New York: Veteran actor Rishi Kapoor has praised actress Sara Ali Khan saying she has set an example on how celebrities should behave at the airport. “Wonderful Sara. You set examples how celebrities should behave at the airport. No harm at all tugging your own baggage, no chamchas to receive and the icing on the cake! No dark glasses or an airport look,” the yesteryaer heartthrob, who is currently undergoing treatment here tweeted. “You show confidence with no insecurities. Atta girl,” he added. The “Bobby” actor retweeted an article that mentioned that Sara was seen carrying her own luggage at the airport.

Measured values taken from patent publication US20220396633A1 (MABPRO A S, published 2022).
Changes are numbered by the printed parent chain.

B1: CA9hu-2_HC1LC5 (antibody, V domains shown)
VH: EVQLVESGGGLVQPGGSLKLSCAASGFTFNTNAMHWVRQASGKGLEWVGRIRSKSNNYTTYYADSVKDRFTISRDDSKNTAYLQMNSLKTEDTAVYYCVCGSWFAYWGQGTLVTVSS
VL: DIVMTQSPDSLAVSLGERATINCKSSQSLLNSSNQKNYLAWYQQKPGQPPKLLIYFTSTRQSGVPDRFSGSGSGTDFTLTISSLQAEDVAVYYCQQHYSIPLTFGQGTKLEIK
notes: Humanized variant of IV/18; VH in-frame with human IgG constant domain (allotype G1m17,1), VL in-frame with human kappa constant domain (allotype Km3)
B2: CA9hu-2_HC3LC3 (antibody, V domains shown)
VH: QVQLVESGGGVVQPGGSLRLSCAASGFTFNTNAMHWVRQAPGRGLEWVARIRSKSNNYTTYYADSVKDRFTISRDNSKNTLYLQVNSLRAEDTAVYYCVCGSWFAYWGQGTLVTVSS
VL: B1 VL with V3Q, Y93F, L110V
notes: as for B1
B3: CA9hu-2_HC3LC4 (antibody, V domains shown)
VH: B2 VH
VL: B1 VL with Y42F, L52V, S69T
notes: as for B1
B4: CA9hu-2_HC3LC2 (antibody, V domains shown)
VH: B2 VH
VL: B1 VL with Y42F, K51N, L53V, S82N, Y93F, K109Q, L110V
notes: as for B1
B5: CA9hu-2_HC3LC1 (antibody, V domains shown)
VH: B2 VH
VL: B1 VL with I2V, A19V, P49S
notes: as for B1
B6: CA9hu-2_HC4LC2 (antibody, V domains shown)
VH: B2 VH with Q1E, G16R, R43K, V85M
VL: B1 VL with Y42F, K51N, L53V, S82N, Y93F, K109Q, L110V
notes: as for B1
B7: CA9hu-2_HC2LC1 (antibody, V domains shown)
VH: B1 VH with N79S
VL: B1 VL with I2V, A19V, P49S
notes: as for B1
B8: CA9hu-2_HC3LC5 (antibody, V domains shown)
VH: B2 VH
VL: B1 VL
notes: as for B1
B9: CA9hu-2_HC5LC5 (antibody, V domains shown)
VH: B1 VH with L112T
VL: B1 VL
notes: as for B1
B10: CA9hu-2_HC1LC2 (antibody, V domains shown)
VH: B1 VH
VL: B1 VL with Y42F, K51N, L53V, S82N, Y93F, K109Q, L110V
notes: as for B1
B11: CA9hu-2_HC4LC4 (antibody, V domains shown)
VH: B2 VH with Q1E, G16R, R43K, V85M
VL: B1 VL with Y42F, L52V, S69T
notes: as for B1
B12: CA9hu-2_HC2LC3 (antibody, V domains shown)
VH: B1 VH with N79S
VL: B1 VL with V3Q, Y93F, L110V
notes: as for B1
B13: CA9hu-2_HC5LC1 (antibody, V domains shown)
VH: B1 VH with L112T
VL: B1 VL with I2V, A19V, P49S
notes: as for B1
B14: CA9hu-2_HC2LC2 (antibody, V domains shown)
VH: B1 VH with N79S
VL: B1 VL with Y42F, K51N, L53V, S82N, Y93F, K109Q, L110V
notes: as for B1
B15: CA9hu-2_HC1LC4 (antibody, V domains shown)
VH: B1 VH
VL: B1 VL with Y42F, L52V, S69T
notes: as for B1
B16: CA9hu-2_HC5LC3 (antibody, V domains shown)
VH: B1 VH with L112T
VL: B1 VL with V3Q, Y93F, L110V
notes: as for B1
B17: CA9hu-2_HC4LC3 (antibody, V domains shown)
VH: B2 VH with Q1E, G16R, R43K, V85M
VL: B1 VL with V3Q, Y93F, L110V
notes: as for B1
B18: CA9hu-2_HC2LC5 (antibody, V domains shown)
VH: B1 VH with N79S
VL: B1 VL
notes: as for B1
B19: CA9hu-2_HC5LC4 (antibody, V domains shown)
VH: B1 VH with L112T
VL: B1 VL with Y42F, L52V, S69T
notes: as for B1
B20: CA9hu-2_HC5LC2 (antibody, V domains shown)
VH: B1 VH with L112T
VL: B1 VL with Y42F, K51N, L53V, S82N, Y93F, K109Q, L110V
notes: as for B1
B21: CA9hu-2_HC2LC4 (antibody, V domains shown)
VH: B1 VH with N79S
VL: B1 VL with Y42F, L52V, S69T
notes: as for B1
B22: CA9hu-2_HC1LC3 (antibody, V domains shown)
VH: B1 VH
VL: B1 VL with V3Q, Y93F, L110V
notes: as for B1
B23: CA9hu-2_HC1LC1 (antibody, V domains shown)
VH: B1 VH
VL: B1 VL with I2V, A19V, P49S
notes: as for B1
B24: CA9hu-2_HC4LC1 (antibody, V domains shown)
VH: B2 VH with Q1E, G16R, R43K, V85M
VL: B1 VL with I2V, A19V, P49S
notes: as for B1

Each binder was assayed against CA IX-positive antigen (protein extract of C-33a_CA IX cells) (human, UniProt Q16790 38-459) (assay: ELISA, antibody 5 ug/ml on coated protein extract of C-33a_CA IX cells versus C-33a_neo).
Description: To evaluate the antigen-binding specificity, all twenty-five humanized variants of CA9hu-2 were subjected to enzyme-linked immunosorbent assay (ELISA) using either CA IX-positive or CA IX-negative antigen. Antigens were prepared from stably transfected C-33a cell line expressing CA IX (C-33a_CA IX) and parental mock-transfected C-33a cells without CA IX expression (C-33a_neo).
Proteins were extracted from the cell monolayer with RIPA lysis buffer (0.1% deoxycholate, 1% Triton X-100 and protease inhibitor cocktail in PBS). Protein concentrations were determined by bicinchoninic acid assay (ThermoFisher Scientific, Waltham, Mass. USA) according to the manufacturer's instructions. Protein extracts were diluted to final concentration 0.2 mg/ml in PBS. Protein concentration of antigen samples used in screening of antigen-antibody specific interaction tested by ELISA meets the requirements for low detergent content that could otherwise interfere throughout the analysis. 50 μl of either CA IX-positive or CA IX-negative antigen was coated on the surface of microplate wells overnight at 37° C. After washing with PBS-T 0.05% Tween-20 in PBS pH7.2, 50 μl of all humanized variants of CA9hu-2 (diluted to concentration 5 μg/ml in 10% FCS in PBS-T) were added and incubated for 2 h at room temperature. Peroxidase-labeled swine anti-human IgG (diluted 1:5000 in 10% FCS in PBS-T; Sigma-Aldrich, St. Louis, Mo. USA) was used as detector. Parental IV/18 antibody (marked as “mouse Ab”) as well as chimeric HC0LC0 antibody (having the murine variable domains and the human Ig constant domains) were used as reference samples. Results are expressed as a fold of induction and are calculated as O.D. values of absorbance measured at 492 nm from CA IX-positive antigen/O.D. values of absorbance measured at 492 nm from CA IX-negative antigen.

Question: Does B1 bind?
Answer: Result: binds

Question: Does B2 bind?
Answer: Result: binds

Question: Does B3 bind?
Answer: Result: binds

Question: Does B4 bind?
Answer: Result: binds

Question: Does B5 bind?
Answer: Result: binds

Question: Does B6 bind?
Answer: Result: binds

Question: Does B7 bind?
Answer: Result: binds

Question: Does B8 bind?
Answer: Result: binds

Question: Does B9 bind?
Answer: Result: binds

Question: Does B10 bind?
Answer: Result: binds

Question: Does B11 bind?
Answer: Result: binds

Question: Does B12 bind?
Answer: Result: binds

TORONTO – The grieving mother of a young Indigenous man killed by police in northern Ontario spoke out Thursday, saying the family remains in shock and still doesn’t understand why her son died.In a statement from the remote community of Fort Albany, Ont., Micheline Knapaysweet said the family needs answers about the death of her son, Joey Knapaysweet.“What did he do that was so bad that he had to be shot and killed?” Micheline Knapaysweet said. “I am so heartbroken, with so many questions unanswered.”Police in Timmins, Ont., shot 21-year-old Joey Knapaysweet on Feb. 3, in an as-yet unexplained incident that raised racial tensions in the city and sparked anger from the Indigenous community.The province’s police watchdog, the Special Investigations Unit, is looking into the incident and has said officers responded mid-morning to a health-care building and a man fled.“There was an interaction between the man and officers, and one of the officers discharged a firearm,” the unit said in a statement. “The man was struck. He was taken to hospital where he was later pronounced dead.”His death prompted scores of people to attend a vigil — among them Timmins Mayor Steve Black — and denunciation from Indigenous leaders.Joey Knapaysweet was from the James Bay community of Fort Albany — more than an hour’s flight from Timmins. He had gone to Timmins to “seek help in dreams for betterment of his life,” according to his mother’s statement.His mother also released two photographs, including the last one of them together just before he left home.“I cannot sleep at nights, I need answers,” she said. “This is my son, my child.”The family asked for privacy, saying they were not yet ready to speak directly to the media.Black, who urged calm after what he said was a rare shooting, has acknowledged that relations between Indigenous and non-Indigenous people in the city took a hit.Knapaysweet died the same weekend as Agnes Sutherland, an ailing 62-year-old also from Fort Albany, who had been in police custody after an incident at a shelter. The Special Investigations Unit is looking into her death as well.The deaths, along with the acquittal last week of white farmer Gerald Stanley in Saskatchewan in the 2016 killing of a young Cree man, Coulten Boushie, have cast a harsh spotlight in recent weeks on attitudes toward Indigenous people.The Stanley verdict sparked protests across the country along with condemnation from the federal justice minister, with critics calling the justice system biased against Indigenous people.